When it comes to boys and girls, how much of their be­hav­iour is na­ture and how much is nur­ture? As RE­BECCA WIL­LIAMSON ex­plains, our par­ent­ing styles play a big­ger role than we re­alise

Little Treasures - - NEWS -

Does your par­ent­ing style have more in­flu­ence than you think?

Gen­der-spe­cific be­hav­iours are pre­dom­i­nantly trig­gered by a child’s par­ents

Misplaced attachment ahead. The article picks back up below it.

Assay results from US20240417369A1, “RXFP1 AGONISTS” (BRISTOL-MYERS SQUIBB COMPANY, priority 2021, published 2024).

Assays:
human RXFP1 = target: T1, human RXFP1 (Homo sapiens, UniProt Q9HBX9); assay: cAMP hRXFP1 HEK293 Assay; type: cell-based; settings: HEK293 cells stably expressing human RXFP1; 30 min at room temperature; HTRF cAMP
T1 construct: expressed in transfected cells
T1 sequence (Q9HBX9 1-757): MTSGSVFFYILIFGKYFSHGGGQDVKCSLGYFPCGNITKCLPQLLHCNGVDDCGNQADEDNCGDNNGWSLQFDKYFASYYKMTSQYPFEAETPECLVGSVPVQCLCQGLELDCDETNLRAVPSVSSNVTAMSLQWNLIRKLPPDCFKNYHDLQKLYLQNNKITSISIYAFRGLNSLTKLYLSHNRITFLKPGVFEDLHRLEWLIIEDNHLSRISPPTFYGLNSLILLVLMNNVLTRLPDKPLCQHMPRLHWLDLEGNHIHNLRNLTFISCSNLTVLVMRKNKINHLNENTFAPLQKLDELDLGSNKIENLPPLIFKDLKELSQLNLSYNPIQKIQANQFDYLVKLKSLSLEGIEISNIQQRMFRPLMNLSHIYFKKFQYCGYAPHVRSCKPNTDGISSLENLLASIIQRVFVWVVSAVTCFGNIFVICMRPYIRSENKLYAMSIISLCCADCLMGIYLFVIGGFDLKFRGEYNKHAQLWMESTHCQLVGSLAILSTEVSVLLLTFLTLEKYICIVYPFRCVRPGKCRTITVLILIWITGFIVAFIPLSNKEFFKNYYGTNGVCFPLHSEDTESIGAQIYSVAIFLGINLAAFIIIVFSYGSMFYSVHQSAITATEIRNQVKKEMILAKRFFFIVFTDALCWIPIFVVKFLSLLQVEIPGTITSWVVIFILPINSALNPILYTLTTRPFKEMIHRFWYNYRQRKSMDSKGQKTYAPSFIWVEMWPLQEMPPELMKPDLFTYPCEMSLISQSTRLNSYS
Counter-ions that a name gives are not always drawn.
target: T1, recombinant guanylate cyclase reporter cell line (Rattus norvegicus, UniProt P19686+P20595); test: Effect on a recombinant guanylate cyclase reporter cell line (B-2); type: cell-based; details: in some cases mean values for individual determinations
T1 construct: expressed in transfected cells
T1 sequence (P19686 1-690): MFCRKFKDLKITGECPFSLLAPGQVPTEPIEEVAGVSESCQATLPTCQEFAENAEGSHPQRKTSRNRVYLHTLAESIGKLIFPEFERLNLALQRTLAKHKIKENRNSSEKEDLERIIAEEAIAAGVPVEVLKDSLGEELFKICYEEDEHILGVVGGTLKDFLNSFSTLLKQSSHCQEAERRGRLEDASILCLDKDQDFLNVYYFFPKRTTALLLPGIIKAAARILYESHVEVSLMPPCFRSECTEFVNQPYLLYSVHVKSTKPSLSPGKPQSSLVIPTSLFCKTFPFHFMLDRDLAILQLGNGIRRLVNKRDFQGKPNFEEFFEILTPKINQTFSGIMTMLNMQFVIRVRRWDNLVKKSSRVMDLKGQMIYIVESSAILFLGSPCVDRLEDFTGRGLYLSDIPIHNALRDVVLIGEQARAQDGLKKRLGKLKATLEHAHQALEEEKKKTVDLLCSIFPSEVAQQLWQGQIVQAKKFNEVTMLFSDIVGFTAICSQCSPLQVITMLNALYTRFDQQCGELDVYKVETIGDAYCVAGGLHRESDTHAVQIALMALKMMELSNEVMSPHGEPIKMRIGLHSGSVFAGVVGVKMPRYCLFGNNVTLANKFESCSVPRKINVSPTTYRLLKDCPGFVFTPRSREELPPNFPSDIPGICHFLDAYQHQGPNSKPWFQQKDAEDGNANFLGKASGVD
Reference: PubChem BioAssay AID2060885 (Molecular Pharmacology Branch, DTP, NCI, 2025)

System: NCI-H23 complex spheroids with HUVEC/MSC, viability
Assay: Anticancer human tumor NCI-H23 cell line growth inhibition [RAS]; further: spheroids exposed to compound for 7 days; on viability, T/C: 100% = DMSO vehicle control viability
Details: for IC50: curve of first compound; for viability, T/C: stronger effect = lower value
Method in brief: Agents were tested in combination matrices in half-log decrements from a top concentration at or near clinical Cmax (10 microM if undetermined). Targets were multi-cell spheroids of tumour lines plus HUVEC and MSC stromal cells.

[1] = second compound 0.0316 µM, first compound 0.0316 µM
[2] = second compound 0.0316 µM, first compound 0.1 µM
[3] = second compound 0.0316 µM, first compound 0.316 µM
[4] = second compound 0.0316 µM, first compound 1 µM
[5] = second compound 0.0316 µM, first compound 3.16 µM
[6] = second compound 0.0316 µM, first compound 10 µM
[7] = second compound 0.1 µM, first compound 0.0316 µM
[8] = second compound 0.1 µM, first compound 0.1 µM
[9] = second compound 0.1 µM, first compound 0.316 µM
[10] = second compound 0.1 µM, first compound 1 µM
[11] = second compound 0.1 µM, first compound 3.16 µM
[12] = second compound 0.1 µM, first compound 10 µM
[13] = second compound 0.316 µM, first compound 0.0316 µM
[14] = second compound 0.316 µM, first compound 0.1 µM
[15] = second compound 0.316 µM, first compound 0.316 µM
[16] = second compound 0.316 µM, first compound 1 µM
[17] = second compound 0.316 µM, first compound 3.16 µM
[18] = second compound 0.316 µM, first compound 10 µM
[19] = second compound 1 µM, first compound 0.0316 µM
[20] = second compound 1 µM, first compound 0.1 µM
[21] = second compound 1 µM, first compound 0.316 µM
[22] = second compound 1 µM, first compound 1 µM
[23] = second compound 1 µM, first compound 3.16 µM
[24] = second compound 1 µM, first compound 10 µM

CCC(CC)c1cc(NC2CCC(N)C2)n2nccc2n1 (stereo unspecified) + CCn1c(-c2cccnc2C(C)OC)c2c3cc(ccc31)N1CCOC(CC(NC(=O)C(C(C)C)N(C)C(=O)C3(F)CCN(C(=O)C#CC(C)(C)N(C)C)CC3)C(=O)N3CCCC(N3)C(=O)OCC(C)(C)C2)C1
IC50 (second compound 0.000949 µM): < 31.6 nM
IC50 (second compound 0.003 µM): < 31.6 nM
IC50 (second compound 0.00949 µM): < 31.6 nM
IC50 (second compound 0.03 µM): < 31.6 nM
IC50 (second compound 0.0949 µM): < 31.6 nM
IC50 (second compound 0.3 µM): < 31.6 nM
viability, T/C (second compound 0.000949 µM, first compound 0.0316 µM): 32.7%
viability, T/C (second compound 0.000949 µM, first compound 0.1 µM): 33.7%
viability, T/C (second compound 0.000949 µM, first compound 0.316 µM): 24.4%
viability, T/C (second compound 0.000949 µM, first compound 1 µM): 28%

From the minute our sec­ond daugh­ter was born, the com­ments started rolling in. “Bet­ter start sav­ing now, guys – you’ll have two wed­dings to pay for.” “Get your­self some ear plugs – the scream­ing will drive you crazy.” “Sis­ters so close in age, they’re bound to be trou­ble as teens.” Or the hi­lar­i­ously in­ac­cu­rate, “Girls are so much eas­ier, they just sit qui­etly and draw.” We haven’t quite made it to the wed­ding stage, with them only be­ing two and four years old, but so far these state­ments haven’t rung true. What I do know is that, yes, our life with a house­hold of girls (mi­nus Dad and the dog) can be rather fem­i­nine, with a lot of ban­ter about uni­corns and Justin Bieber over the din­ner ta­ble. Cook­ing uten­sils have dis­ap­peared from my kitchen for their pre­tend bak­ing ever since they could walk. They’re big fans of danc­ing and dress­ing up, but they also get a kick out of play­ing in the mud. Clichés aside, I’m sure many par­ents of boys can re­late – a home steeped in testos­terone no doubt has its own unique day-to-day dy­namic. That’s be­cause there are nat­u­ral, un­con­scious dif­fer­ences in how we par­ents care for our girls and boys from birth, and chil­dren ob­serve mes­sages about gen­der from their par­ents’ ap­pear­ances, man­ner­isms and be­hav­iours right from the get-go. Sarah Whit­combe-dobbs, a child and fam­ily psy­chol­o­gist and lec­turer at the Univer­sity of Can­ter­bury, says gen­der-spe­cific be­hav­iours are pre­dom­i­nantly trig­gered by a child’s par­ents and care­givers, as op­posed to bi­ol­ogy. For­get the myths that boys are bet­ter at climb­ing and girls are bet­ter talk­ers – it turns out we’re the ones en­abling these stereo­types to emerge in the pre-school years. “There is no clear ev­i­dence that there are con­sis­tent dif­fer­ences be­tween the brains of boys and girls born at full term,” she says. “While there are some dif­fer­ences be­tween girls and boys in terms of their de­vel­op­men­tal av­er­ages, there is much more vari­a­tion be­tween in­di­vid­ual chil­dren. Boys and girls have more in com­mon de­vel­op­men­tally than they do dif­fer­ences – any par­ent of two boys or two girls will tell you that their chil­dren are vastly dif­fer­ent de­spite be­ing of the same sex. “But what we also know is that adults some­times treat chil­dren dif­fer­ently based on whether they think the child is a boy or a girl. Some stud­ies show that more lan­guage is used when in­ter­act­ing with girl in­fants than boy in­fants. Words like ‘strong’ are used to de­scribe boys more of­ten, and they’re praised more for their gross mo­tor skills. Girls are more likely to be praised or re­in­forced for en­gag­ing in stereo­typed ‘girly’ ac­tiv­i­ties. These dif­fer­ences in re­sponses by adults are likely to shape how chil­dren be­have, just as much as chil­dren have dif­fer­ent pref­er­ences for play ac­tiv­i­ties.” When it comes to par­ent­ing our young ones, it’s wise to be wary of en­cour­ag­ing cer­tain types of be­hav­iour over oth­ers or un­con­sciously lim­it­ing play ex­pe­ri­ences based on their gen­der.